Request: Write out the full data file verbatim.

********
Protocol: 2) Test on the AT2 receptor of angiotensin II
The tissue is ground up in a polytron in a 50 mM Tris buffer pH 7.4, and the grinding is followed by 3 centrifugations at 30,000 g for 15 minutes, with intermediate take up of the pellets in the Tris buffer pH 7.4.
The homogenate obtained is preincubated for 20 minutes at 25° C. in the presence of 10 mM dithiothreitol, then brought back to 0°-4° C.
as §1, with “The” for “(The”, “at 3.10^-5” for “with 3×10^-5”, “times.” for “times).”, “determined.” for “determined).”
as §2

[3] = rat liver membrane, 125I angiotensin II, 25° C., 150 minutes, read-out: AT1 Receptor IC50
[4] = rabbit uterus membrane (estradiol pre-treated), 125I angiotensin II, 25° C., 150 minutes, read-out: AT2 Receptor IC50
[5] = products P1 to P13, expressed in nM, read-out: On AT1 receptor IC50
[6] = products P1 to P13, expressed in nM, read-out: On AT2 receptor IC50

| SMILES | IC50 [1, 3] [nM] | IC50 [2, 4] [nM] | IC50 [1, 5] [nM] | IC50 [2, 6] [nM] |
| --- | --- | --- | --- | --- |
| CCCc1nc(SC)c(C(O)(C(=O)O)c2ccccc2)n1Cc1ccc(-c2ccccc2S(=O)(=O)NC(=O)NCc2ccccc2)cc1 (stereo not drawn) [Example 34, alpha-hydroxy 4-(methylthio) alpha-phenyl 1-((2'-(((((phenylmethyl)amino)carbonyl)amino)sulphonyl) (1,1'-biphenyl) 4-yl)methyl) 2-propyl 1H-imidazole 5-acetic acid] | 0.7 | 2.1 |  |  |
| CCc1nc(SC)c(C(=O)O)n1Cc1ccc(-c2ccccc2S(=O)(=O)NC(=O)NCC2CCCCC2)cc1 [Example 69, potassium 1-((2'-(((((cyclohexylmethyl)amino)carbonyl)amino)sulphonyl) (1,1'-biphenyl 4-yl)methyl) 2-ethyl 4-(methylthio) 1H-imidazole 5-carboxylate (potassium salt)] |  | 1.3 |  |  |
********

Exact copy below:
Protocol: 2) Test on the AT2 receptor of angiotensin II
The tissue is ground up in a polytron in a 50 mM Tris buffer pH 7.4, and the grinding is followed by 3 centrifugations at 30,000 g for 15 minutes, with intermediate take up of the pellets in the Tris buffer pH 7.4.
The homogenate obtained is preincubated for 20 minutes at 25° C. in the presence of 10 mM dithiothreitol, then brought back to 0°-4° C.
as §1, with “The” for “(The”, “at 3.10^-5” for “with 3×10^-5”, “times.” for “times).”, “determined.” for “determined).”
as §2

[3] = rat liver membrane, 125I angiotensin II, 25° C., 150 minutes, read-out: AT1 Receptor IC50
[4] = rabbit uterus membrane (estradiol pre-treated), 125I angiotensin II, 25° C., 150 minutes, read-out: AT2 Receptor IC50
[5] = products P1 to P13, expressed in nM, read-out: On AT1 receptor IC50
[6] = products P1 to P13, expressed in nM, read-out: On AT2 receptor IC50

| SMILES | IC50 [1, 3] [nM] | IC50 [2, 4] [nM] | IC50 [1, 5] [nM] | IC50 [2, 6] [nM] |
| --- | --- | --- | --- | --- |
| CCCc1nc(SC)c(C(O)(C(=O)O)c2ccccc2)n1Cc1ccc(-c2ccccc2S(=O)(=O)NC(=O)NCc2ccccc2)cc1 (stereo not drawn) [Example 34, alpha-hydroxy 4-(methylthio) alpha-phenyl 1-((2'-(((((phenylmethyl)amino)carbonyl)amino)sulphonyl) (1,1'-biphenyl) 4-yl)methyl) 2-propyl 1H-imidazole 5-acetic acid] | 0.7 | 2.1 |  |  |
| CCc1nc(SC)c(C(=O)O)n1Cc1ccc(-c2ccccc2S(=O)(=O)NC(=O)NCC2CCCCC2)cc1 [Example 69, potassium 1-((2'-(((((cyclohexylmethyl)amino)carbonyl)amino)sulphonyl) (1,1'-biphenyl 4-yl)methyl) 2-ethyl 4-(methylthio) 1H-imidazole 5-carboxylate (potassium salt)] |  | 1.3 |  |  |